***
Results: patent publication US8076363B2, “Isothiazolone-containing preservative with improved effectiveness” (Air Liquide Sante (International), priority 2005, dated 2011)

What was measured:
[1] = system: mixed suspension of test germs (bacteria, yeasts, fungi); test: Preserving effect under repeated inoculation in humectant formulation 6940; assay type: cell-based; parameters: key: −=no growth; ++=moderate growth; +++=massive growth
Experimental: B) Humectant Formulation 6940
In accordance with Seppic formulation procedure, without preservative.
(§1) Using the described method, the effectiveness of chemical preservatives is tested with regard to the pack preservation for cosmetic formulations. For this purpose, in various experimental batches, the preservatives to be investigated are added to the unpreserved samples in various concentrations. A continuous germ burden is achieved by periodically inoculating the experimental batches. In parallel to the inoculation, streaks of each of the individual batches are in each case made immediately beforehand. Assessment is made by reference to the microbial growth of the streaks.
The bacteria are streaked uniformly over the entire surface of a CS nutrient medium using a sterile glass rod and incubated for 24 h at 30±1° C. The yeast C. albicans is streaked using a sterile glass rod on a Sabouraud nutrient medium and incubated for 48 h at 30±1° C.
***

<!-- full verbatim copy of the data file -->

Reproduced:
Results: patent publication US8076363B2, “Isothiazolone-containing preservative with improved effectiveness” (Air Liquide Sante (International), priority 2005, dated 2011)

What was measured:
[1] = system: mixed suspension of test germs (bacteria, yeasts, fungi); test: Preserving effect under repeated inoculation in humectant formulation 6940; assay type: cell-based; parameters: key: −=no growth; ++=moderate growth; +++=massive growth
Experimental: B) Humectant Formulation 6940
In accordance with Seppic formulation procedure, without preservative.
(§1) Using the described method, the effectiveness of chemical preservatives is tested with regard to the pack preservation for cosmetic formulations. For this purpose, in various experimental batches, the preservatives to be investigated are added to the unpreserved samples in various concentrations. A continuous germ burden is achieved by periodically inoculating the experimental batches. In parallel to the inoculation, streaks of each of the individual batches are in each case made immediately beforehand. Assessment is made by reference to the microbial growth of the streaks.
The bacteria are streaked uniformly over the entire surface of a CS nutrient medium using a sterile glass rod and incubated for 24 h at 30±1° C. The yeast C. albicans is streaked using a sterile glass rod on a Sabouraud nutrient medium and incubated for 48 h at 30±1° C.